This Saturday I finished hike number 49/52 for the 52 Hike Challenge in 2015. For this 20 mile round trip hike, I made my way back up to Lone Pine and the Eastern Sierra. The amazing thing about hiking to Mt. Langley from Horseshoe Meadows, is that the trailhead sits at 10,000ft! From there, the trail climbs to the summit of Langley at 14,026ft. I drove up on Friday night, and slept in my car in order to start at 4:45 AM.
I woke up at 4:00 on Saturday, and the temperature gauge in my car read 36 degrees. Even though it was supposed to be a warm day at sea level, the temperatures above 10,000ft are rarely warm without the sun. I hit the trail around 4:45, and was thankful that the first 3 miles of this hike are on level ground. My body began to warm up around mile 4, which coincided with the sun rising just before I reached the first of five Cottonwood Lakes.
As I reached Cottonwood Lake No. 2, I was reminded of the cold when I saw it’s frozen banks. This is one of my favorite stretches of trail anywhere. The path cuts through a beautiful swath of pristine lakes, with towering mountains in every direction.
The trail continues on to Cottonwood Lake No. 3, which is the most popular location for overnight backpackers. I counted at least 6 tents in the area, but only a few were awake. One gentleman was standing on the banks getting ready to reel in some trout for a protein packed breakfast. I quietly walked up beside him to get a shot of the mountain reflections on the still glassy surface of the lake.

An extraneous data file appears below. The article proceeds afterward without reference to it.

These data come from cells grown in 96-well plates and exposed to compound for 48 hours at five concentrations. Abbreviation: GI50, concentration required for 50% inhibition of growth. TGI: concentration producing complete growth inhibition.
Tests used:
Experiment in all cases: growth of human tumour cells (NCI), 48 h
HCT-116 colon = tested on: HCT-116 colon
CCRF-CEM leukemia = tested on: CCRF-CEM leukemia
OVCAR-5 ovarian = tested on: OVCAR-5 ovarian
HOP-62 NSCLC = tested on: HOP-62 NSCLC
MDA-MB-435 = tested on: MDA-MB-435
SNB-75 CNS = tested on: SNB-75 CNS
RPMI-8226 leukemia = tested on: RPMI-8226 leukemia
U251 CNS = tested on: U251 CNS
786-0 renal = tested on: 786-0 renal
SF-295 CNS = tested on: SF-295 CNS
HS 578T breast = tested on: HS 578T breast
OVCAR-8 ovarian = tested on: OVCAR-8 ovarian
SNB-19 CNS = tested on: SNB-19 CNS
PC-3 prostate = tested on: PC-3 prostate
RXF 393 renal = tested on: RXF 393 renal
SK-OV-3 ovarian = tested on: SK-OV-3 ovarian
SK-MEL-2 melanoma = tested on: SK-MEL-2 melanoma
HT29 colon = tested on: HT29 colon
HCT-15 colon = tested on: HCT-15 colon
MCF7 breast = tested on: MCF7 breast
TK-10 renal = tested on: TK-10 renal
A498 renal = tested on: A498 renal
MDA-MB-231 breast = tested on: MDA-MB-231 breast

After Cottonwood Lake no. 3, the trail does a little climbing up to Cottonwood Lakes no. 4 and 5. There was only one person camped out here, and it was easy to see why. Although the area is gorgeous, it was also really frigid and a little windy. The sun was just starting to climb high enough for me to feel it’s warmth, but I kept my jacket on as I progressed towards the shaded Old Army Pass.
The trail wraps around Cottonwood Lake no. 4 before beginning a talus laden climb to Old Army Pass. Having felt the warmth of the sun at Lakes 4 and 5, I was back to feeling the bite of the cold in the shade before the pass. It was a fair trade for the beautiful views I was starting to earn from high above.
Leaving the lush beauty of Cottonwood Lakes behind, I was greeted by the desolate, moon like landscape that leads to the summit of Mt. Langley. It’s also a real treat when the views east into Sequoia National Park open up on the horizon.
As the trail climbs above 13,000ft, the grade starts to pick up. There are section where you feel like you’re climbing straight up a wall. The trail is not maintained up here, but there are a lot of large cairns that guide the way to the summit.
After hiking for 10 miles, I reached the summit and took in the beautiful views towards Lone Pine. This is one of the best spots for peak gazing in the Eastern Sierra, as you get a premier 360 degree view with nothing but amazement in sight.
After taking some time to eat, drink, and enjoy the views, I made my way back down the trail. The sun was in full view now, and it’s warmth was much appreciated. Some trails can feel a bit drab when having to cover the same ground twice, but not when you have the Cottonwood Lakes. The lakes change with every hour based on the sunlight, and it was just as much fun to pass them at lunchtime, as it was to pass them at sunrise. This is one of my favorite spots in the Eastern Sierra, and I’m glad I was able to make it back up before the first snowfall.
28 thoughts on “Hiking To The 14,026ft Summit of Mt. Langley via Cottonwood Lakes”